Warning: Follow these instructions only if you are having difficulty installing Task Factory on Azure through the installer or if you had difficulty installing Task Factory with the Enabling Task Factory on Azure-SSIS IR in ADF instructions.
These instructions walk through the alternative steps to create an Azure SSIS Integration Runtime (IR), and install SolarWinds Task Factory during the start-up process of the Integration Runtime.
Note: Currently, the only way to install third-party SSIS components such as Task Factory is by creating a main.cmd batch file that runs the installation and licensing commands during the start-up process of the Azure SSIS IR.
Additional Information: For more information about the general process of custom start-up scripts for an Azure IR see the Customize setup for the Azure-SSIS integration runtime MSDN article.
You need the following prerequisites to set up Task Factory for your Azure Data Factory SSIS Integration Runtime:
- Azure subscription
- Azure SQL Database or Managed Instance Server
- Microsoft Azure Storage ExplorerEdition Restrictions
The following components are incompatible on an Azure Data Factory SSIS Integration Runtime :
- USPS Address Verification
- Task Factory Excel Power Refresh Task
- Note: Install Excel on the Azure Data Factory Integration Runtime through this installation script to enable this component.
Note: Currently, there isn’t a trial version of Task Factory to run on Azure Data Factory SSIS Integration Runtime because of the way the IR handles the installation and licensing for third-party components.
Important: Before activating your Task Factory license, you need to obtain an ADF-ready license from the SolarWinds sales department. Select the license based on the number of nodes in your SSIS Integration Runtime.
Creating an Azure Storage Container
Create a new Azure blob storage container by completing the following: .
- Open Azure Storage Explorer, and browse to your blob container.
- Right-click Blob Containers, select Create Blob Container, and then name your blob.
Setting up the main.cmd File
Set up the main.cmd file by downloading the latest version of Task Factory and renaming the installation file TaskFactory_Install.exe. Download the ADF Task Factory installation zip file from our public blob container by opening Azure Storage Explorer and completing the following steps:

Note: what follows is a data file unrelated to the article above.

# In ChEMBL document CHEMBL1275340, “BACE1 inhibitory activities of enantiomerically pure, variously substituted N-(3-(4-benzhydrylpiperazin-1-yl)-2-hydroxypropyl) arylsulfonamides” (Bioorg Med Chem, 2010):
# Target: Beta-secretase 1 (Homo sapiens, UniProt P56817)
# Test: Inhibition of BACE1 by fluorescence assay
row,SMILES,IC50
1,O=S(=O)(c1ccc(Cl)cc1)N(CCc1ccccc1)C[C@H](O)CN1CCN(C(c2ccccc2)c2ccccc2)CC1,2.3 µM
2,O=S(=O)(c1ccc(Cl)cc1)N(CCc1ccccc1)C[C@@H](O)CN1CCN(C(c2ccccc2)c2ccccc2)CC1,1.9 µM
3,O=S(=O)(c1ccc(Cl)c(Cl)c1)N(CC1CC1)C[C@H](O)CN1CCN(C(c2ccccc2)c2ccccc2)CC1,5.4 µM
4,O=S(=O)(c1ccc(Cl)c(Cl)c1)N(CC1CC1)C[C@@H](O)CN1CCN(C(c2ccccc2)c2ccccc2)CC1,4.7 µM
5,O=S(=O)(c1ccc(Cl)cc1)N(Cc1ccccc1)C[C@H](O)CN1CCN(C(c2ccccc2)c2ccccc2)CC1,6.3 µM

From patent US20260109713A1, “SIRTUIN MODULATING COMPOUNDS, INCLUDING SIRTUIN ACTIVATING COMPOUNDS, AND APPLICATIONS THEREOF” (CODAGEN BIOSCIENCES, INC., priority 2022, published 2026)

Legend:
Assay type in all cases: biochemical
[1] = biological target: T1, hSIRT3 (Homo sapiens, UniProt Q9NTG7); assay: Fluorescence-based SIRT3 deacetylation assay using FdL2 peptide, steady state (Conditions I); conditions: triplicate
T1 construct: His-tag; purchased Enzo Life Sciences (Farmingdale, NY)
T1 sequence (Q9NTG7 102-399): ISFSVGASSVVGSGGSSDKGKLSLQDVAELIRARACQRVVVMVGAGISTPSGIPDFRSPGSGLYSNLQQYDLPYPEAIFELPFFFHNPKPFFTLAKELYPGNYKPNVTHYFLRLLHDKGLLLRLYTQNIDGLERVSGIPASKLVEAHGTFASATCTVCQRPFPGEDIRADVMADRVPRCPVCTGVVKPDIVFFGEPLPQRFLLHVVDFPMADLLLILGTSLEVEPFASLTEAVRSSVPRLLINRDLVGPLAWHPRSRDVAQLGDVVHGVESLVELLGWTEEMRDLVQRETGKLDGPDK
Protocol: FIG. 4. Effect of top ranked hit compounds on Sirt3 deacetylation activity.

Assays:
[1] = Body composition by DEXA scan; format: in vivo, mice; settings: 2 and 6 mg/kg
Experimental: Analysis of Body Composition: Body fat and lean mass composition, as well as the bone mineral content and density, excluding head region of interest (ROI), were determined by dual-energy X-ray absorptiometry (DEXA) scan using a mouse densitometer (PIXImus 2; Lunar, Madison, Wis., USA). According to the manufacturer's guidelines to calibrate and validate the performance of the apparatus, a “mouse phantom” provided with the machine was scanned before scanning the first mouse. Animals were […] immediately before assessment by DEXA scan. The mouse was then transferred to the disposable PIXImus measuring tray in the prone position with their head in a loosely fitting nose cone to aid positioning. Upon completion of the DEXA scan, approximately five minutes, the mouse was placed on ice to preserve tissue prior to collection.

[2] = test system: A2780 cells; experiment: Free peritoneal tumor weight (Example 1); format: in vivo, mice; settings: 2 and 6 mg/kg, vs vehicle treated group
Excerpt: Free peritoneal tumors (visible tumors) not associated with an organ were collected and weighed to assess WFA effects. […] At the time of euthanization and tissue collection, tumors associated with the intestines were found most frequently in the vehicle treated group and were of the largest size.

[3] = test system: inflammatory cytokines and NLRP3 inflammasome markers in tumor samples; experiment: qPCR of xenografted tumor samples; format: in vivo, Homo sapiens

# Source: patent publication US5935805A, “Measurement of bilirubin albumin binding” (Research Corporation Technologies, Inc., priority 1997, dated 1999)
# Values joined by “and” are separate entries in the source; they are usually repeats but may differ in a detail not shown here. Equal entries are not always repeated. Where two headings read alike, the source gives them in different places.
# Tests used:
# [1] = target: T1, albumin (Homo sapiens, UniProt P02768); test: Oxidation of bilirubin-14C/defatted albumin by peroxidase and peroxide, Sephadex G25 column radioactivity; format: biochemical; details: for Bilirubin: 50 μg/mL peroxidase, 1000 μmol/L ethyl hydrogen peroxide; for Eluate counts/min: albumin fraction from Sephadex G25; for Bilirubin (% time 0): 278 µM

- Right-click Storage Accounts in the (Local and Attached) node, select Connect to Azure Storage, select Use a connection string or a shared access signature URI, and then select Next.
- Select Use a SAS URI and enter the following Shared Access Signature (SAS) URI for the Public Preview container:
Select Next and then select Connect to continue.
3. Download the azure-configure-ssis-ir-taskfactory.zip file and extract the contents.
4. Open the cmd file and replace YOUR_KEY_HERE with your Task Factory activation key in the following command :
call PragmaticWorks.LicenseManager.Console.exe online YOUR_KEY_HERE >> %CUSTOM_SETUP_SCRIPT_LOG_DIR%\activation.log
Note: If you don’t have your key, please contact support at support.sentryone.com to obtain your key.
5. Upload your edited cmd file, TaskFactory_Install.exe, and PragmaticWorks.LicenseManager.Console.exe to your blob storage container.
Creating Your Shared Access Signature URL
You need to provide an Share Access Signature URL (SAS) to the script for the Azure IR to see the Task Factory files. Create your SAS by completing the following steps:
- Right-click the blob container you created and select Get Shared Access Signature to open the Shared Access Signature window.
- Select the Write option in the Permissions section to enable the installation process to write a log file for the main.cmd, Task Factory installation, and activation processes.
- Set the Expiry time to exactly one year from the current date and time. Select Create to display a URL on the next screen, and then copy and save that URL temporarily.
Creating Your Data Factory
Additional Information: Use the SAS URL you created as you go through the Provision the Azure-SSIS Integration Runtime in Azure Data Factory MSDN tutorial. The specific step you use the URL on is Step Four (Advanced Settings).
Note: The tutorial doesn’t mention that you need an Azure SQL Server instance that doesn’t have an SSISDB database on it. If you have an SSISDB database on the SQL Server you provide during the process of creating your Azure IR , the IR creation process fails.
Every time you want to create an SSIS IR, you need to delete the current SSISDB or create a new server without an SSISDB database.
Follow the tutorial to set up your Data Factory and Azure SSIS IR instance.
After you have created the Data Factory, log directories are created in your blob storage container. Log files are located under the main.cmd.log directory. If you had Storage Explorer open already, you might need to refresh the window.
Review the log files for any errors. If you don’t see any errors, you’re good to go.
Note: You shouldn’t need to review the Task Factory installation log unless you run a package with Task Factory and receive a specific Task Factory failure message.
Deploying Packages to Azure SSIS IR
Now that your Azure IR has been created and Task Factory is installed, you should be able to take any package created locally in SSDT, deploy it to Azure IR, and execute it successfully.
Additional Information: To deploy your packages to your Azure IR, follow the Deploy and run a SQL Server Integration Services (SSIS) package in Azure MSDN tutorial.
Note: You must have the latest version of SQL Server Management Studio 17.2 or above installed to follow the tutorial and view the Integration Service Catalog.
If you encounter any issues while installing or activating Task Factory in your Azure SSIS IR, contact our support team at support.sentryone.com.